Novel and compact superconducting recoil separator for radioactive isotopes
AVA Fellow Volodymyr Rodin is analyzing 3D beam transport using different simulation approaches and has applied the techniques that he developed specifically for the AD/ELENA antimatter facilities now to a different low energy facility. Here, his work on simulations helped confirming a new concept on storing, and performing experiments with, heavy ions.
In a paper recently published in Nuclear Instruments and Methods, Cristian Bontoiu, Javier Resta-López, Volodymyr Rodin, and Carsten Welsch, together with Ismael Martel, from the University of Huelva, have presented a new concept of a compact ring spectrometer that can provide superior resolution.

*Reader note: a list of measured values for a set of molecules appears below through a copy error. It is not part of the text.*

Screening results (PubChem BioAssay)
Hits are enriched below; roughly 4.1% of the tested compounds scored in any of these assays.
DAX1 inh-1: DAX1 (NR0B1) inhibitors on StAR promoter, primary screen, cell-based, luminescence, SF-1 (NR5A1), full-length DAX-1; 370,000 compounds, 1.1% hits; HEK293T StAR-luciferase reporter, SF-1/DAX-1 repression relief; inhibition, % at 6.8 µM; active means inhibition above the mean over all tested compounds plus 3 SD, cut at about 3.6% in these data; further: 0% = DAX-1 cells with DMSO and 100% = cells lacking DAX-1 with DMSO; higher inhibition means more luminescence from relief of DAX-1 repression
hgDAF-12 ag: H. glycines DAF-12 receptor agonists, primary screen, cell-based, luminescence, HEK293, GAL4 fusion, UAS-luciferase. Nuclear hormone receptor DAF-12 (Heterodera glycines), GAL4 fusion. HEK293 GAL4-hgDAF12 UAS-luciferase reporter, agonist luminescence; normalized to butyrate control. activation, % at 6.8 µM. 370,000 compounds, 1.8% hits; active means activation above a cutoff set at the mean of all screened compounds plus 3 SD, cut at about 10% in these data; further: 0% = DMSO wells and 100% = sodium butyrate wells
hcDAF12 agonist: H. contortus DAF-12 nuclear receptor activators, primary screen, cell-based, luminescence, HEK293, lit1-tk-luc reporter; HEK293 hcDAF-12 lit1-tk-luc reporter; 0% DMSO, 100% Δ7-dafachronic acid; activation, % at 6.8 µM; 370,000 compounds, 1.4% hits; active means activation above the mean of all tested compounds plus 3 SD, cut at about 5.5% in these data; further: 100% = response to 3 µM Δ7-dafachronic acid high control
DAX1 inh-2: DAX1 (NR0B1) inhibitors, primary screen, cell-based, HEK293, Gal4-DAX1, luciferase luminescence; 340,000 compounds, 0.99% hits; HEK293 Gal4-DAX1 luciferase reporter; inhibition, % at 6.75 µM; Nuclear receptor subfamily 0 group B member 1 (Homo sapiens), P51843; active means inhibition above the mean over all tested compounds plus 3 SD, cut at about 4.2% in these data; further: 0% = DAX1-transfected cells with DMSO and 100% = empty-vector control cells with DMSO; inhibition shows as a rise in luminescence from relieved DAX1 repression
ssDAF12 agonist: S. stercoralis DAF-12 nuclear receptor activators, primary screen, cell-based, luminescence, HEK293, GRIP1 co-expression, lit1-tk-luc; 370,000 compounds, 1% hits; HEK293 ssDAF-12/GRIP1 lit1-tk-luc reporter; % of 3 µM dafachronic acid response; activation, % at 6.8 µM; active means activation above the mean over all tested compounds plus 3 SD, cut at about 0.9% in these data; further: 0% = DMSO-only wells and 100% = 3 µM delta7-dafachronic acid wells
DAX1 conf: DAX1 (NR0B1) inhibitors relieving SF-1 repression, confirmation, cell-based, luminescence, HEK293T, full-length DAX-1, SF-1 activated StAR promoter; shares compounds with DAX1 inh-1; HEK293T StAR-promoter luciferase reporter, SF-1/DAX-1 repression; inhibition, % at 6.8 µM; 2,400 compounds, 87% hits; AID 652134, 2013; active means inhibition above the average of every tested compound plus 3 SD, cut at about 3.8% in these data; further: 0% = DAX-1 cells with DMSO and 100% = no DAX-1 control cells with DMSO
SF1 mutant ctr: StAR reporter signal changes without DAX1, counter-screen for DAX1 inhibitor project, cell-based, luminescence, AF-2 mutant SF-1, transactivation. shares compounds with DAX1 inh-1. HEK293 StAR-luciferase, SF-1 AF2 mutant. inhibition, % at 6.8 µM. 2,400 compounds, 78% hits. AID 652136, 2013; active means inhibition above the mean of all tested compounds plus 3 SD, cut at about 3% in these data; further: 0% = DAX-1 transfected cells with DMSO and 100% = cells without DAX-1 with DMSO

The recent development of radioactive beam facilities, such as the HIE-ISOLDE facility at CERN, has significantly expanded the capabilities for investigating the structure of the atomic nucleus and the nuclear interaction. However, the unambiguous identification of medium and large mass reaction fragments becomes particularly challenging and require an efficient and high-resolution recoil separator.
The team has designed a versatile recoil separator for radioisotopes that can meet those requirements. The spectrometer is based on a compact superconducting (SC) Fixed-Field Alternating-Gradient (FFAG) mini-ring of approximately 1m diameter.
This machine would be able to store a number of light/heavy radioisotopes simultaneously and separate them from the main beam by radiofrequency gymnastics. It also presents the advantage of significantly reducing the size with respect to standard non-SC recoil separator configurations.
Although this concept has mainly been designed to address the challenges in the context of HIE-ISOLDE, it can easily be updated and applied to other radioactive beam facilities, such as SPIRAL2 at GANIL (Caen, France), FRIB at MSU (East Lansing, USA) and SPES at INFN-LNL (Legnaro, Italy).
The full article can be found here: https://doi.org/10.1016/j.nima.2020.164048